As a nurse practitioner and staff member at Kaiser Permanente since 1994, and a practitioner of acupuncture and Chinese medicine since graduating from OCOM in 2009, Doug Beal, NP, LAc is in a position to not only see changes in the system, but to create them.

You were a Nurse Practitioner at Kaiser before you studied at OCOM. How did the OCOM degree change your job?

As an NP, I’ve worked at Kaiser for 16 years. Getting my master’s degree from OCOM gave me more options and tools for helping people, so I expanded my role. I feel like I’ve been a bit of a trailblazer and an emissary, and I’m doing what I dreamed about. I added acupuncture in the integrated medicine clinic treating chronic pain referrals, and then I moved from there to doing acupuncture in my home department, addiction medicine.

I wrote a proposal to include acupuncture in our residential treatment program, and then I asked if I could do group treatments on the patients in the residential psychiatric unit. So for the past couple years, two days a week, I've been doing group treatments. I didn’t see myself starting a private practice like many graduates will do, I wanted to try to integrate at Kaiser. And it’s happening, it’s slowly happening.

How do the other practitioners perceive you?

I get a lot of positive support in my department. Everyone loves it and I think the patients love it too, I get a lot of positive feedback.

Do you think the number of acupuncturists employed by Kaiser will grow?

I feel optimistic. At Kaiser, I know they allow their employees to grow and educate themselves further and give them opportunities to grow and evolve, like they did for me. They allowed me to go to school at OCOM while I was working, and they even granted me sabbatical to study. I know that employees are allowed to improve themselves and educate themselves more and I’m hoping that as health care reform continues to evolve that there will be more opportunity. That’s my view, I’m hoping there will be more opportunities and I hope I can be a good example for that.

What experiences inspired you to follow a career path in acupuncture and TCM?

Ever since I was young I was always interested in different ways of looking at the body and different healing systems. So, curiosity, and then personal experience. Acupuncture helped me, and so I became even more curious. In my position I'm introduced to people that are new to acupuncture more often than not, and I’m always talking about what is Chinese medicine, I’m constantly explaining that. One of the things I say is how it affected me, how I never got colds, which was because I was getting acupuncture all the time. And when I got sick, colds went away immediately and I started thinking, what is this medicine.? I stimulate patient’s curiosity to other ways of healing, and to be open to all ways of helping yourself.


What is the level of openess from your addiction clinic patients?

It’s voluntary in the program. At first I wanted it to be a requirement like I saw in other programs in recovery, but as it turns out, most people want to be there and opt in. Many days I have the whole group. I have to really work very fast, because it’s just me, I’m a one man show. I find that most patients are fascinated. Fascinated. Providing the treatments is an avenue to talk about all the alternative ways of taking care of themselves and I encourage them. My role is not to convince them that they have to do acupuncture or Chinese medicine, but just to introduce them, and if they resonate with it and like it, then add it! But think about yoga, think about therapeutic massage, that’s how I take care of myself, so think about doing that for you. The more tools you have the more chance you have to be healthy and stay healthy. If you just do one or two things, like take medications, that may help you, but you’ll increase your chances of good health if you use these other things. So I simply advocate that.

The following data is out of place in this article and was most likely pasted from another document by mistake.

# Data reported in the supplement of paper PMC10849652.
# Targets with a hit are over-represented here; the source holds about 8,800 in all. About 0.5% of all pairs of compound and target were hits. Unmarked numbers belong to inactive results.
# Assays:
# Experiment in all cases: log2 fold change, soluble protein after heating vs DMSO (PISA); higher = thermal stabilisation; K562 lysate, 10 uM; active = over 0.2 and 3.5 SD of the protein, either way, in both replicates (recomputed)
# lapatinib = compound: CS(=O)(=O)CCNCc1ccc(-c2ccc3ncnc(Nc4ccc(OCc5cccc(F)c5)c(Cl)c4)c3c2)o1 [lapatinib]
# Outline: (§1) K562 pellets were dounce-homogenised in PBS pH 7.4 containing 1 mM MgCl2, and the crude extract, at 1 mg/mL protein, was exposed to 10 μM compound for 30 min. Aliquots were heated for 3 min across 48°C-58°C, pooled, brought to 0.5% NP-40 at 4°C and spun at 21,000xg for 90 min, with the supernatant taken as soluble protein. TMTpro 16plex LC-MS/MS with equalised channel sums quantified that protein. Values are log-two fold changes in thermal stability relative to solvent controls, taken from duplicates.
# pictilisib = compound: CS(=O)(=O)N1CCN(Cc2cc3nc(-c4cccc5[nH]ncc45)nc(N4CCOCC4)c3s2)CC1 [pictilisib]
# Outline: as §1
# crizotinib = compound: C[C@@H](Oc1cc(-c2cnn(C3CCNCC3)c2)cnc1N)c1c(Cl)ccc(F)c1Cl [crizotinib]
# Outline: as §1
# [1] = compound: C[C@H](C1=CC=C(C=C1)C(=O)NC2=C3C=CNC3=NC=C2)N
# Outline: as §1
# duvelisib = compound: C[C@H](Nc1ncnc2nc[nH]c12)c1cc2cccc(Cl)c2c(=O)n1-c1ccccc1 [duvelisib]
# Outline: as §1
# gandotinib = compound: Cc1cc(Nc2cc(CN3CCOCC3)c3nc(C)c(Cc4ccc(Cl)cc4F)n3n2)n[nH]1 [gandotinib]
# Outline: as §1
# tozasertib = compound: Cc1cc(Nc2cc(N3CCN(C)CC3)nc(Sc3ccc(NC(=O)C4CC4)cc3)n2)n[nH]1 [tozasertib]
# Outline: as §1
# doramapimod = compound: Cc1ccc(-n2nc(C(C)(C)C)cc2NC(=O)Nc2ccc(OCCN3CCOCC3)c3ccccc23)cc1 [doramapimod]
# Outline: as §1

How have you used research to further your goals?

When I wrote a proposal to include acupuncture in our residential addiction program, I had to include research. I asked for help from the school’s research department, and got it. When I wrote a proposal to include acupuncture in the residential mental health unit, I asked the research department to help, and they did. It made a difference.

The research department is important for helping move the medicine forward in integration. Very important because Kaiser values evidence-based medicine. Even though not every piece of evidence is 100 percent conclusive, any evidence is important. Any research is important. I don’t think I could have progressed forward without showing benefits. It’s crucial. You can’t just talk about anecdotal evidence, you have to show something.

How did OCOM transform you?

I think it was a bridge in bringing my philosophy about what I think healing and wellness and health care are together with my work life. My professional life became more integrated into my personal philosophy about healing and wellness. It brought everything together and I love practicing this medicine. I find this medicine very nourishing to practice.


What advice would you give to acupuncturists that are looking to improve integration?

Make as many contacts as you can. Find an entry job into health care that fits your qualifications, and follow any lead, be open to any option, and be patient and persistent. Practice what you learned at school and find your own way of using the medicine that works for you.

I think that the future is more integration. I think with health care reform, it’s going through major changes this coming year and I know Kaiser is expecting more patients, as more people get health care insurance, which is great. I think that is going to expand all of health care. I just see expansion from that. People wanting services and more people asking about their options. I see positive things.